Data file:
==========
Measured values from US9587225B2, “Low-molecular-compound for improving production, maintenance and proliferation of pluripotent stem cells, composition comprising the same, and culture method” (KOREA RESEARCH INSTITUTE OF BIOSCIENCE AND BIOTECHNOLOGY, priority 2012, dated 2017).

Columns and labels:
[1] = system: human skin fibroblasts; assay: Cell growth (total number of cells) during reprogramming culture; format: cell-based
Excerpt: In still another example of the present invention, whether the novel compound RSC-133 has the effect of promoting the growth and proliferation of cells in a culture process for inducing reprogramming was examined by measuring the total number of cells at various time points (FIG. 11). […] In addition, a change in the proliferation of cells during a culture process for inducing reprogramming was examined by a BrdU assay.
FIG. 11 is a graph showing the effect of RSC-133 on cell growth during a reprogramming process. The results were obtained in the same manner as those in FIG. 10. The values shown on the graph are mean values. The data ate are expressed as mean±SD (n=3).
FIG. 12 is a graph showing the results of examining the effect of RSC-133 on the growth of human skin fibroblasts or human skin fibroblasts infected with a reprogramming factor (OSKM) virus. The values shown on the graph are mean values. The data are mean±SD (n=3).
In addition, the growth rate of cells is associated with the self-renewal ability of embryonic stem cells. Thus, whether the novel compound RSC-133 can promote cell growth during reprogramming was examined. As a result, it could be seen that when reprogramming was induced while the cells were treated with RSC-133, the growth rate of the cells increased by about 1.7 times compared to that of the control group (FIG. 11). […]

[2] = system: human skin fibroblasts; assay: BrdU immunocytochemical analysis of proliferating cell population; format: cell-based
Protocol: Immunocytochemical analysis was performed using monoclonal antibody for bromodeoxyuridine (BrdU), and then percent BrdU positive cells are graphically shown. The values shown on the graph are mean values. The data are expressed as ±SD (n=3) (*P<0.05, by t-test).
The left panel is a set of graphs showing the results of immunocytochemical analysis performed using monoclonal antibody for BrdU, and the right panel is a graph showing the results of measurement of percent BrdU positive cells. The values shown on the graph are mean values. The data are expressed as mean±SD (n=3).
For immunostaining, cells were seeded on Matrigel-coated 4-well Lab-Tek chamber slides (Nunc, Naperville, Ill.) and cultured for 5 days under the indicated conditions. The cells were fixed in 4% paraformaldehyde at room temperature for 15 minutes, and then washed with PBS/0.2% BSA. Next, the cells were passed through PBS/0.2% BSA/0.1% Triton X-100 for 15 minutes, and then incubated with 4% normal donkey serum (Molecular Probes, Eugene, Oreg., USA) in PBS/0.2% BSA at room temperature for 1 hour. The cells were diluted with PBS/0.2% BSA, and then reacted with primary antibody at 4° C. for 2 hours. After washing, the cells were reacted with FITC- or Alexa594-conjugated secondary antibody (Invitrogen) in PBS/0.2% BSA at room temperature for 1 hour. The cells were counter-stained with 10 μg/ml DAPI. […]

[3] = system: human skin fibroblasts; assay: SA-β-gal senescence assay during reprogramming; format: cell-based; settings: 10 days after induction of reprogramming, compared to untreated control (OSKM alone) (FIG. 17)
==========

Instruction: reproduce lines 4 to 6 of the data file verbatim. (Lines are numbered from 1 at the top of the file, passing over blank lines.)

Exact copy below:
Excerpt: In still another example of the present invention, whether the novel compound RSC-133 has the effect of promoting the growth and proliferation of cells in a culture process for inducing reprogramming was examined by measuring the total number of cells at various time points (FIG. 11). […] In addition, a change in the proliferation of cells during a culture process for inducing reprogramming was examined by a BrdU assay.
FIG. 11 is a graph showing the effect of RSC-133 on cell growth during a reprogramming process. The results were obtained in the same manner as those in FIG. 10. The values shown on the graph are mean values. The data ate are expressed as mean±SD (n=3).
FIG. 12 is a graph showing the results of examining the effect of RSC-133 on the growth of human skin fibroblasts or human skin fibroblasts infected with a reprogramming factor (OSKM) virus. The values shown on the graph are mean values. The data are mean±SD (n=3).